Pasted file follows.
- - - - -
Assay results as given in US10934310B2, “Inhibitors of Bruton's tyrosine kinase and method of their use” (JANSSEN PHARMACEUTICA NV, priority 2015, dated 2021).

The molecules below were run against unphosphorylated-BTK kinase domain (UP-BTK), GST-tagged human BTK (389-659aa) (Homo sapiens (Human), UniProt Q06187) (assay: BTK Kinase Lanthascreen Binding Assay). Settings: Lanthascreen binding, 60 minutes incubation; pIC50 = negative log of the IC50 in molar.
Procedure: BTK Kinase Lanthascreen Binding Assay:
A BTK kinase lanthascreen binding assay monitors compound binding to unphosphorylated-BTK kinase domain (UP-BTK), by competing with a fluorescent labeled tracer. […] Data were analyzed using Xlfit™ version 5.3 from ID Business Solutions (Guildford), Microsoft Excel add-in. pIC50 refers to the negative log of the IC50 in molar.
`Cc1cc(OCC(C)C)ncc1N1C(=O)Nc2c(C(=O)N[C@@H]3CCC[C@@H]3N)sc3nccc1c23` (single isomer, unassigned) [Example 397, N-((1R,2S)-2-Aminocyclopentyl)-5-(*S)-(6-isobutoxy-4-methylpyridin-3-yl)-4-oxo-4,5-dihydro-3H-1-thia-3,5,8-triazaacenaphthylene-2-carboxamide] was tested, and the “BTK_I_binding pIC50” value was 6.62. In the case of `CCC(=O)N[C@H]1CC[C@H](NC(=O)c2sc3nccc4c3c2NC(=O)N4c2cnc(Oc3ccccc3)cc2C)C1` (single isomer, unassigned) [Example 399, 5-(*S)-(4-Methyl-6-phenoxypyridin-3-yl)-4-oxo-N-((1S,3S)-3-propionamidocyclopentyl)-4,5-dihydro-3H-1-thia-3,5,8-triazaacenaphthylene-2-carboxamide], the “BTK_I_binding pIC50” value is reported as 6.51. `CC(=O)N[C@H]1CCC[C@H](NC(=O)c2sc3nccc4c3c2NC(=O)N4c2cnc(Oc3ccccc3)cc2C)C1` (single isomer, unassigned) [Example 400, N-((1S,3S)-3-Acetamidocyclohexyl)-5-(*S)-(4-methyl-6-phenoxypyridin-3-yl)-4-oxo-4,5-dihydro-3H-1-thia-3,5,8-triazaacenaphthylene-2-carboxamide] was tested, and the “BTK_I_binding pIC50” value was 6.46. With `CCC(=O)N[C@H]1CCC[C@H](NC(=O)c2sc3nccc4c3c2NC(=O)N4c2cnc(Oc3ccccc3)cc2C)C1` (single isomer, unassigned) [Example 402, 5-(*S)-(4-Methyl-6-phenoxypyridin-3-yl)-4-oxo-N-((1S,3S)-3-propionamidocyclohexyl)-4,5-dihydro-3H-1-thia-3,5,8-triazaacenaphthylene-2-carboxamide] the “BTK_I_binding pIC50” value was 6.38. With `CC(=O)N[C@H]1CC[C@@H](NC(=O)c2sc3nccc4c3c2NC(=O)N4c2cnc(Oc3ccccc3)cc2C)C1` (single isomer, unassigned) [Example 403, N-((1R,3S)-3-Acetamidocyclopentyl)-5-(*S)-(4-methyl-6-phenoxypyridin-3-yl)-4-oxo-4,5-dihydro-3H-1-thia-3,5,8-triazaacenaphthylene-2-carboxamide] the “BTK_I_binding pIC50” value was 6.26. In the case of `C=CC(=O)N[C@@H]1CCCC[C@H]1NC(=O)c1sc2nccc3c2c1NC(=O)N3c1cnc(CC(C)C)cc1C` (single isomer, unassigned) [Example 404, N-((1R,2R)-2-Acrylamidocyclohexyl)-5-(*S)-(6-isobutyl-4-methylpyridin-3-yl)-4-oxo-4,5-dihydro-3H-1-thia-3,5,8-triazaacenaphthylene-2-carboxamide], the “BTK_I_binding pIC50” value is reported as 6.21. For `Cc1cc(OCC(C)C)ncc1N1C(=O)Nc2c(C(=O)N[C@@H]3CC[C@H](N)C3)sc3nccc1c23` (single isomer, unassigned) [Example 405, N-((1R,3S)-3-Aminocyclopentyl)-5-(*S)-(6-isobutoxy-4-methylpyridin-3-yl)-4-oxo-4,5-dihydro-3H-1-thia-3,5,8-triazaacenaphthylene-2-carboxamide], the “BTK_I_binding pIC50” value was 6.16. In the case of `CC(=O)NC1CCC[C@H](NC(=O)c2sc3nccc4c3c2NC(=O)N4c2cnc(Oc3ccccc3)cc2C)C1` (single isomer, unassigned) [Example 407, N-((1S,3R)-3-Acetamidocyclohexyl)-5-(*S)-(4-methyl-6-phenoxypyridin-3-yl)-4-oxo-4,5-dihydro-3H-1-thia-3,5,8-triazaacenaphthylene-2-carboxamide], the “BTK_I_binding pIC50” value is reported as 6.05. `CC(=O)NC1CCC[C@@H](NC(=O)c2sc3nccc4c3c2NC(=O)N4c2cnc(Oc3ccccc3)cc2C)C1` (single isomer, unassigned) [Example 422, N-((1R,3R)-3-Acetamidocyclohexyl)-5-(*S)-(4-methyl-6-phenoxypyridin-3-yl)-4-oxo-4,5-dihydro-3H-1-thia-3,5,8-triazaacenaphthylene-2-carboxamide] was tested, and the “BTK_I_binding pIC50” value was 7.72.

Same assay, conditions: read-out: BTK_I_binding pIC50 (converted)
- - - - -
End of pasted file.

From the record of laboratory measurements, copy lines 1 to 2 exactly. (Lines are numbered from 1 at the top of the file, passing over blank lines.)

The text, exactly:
Assay results as given in US10934310B2, “Inhibitors of Bruton's tyrosine kinase and method of their use” (JANSSEN PHARMACEUTICA NV, priority 2015, dated 2021).

The molecules below were run against unphosphorylated-BTK kinase domain (UP-BTK), GST-tagged human BTK (389-659aa) (Homo sapiens (Human), UniProt Q06187) (assay: BTK Kinase Lanthascreen Binding Assay). Settings: Lanthascreen binding, 60 minutes incubation; pIC50 = negative log of the IC50 in molar.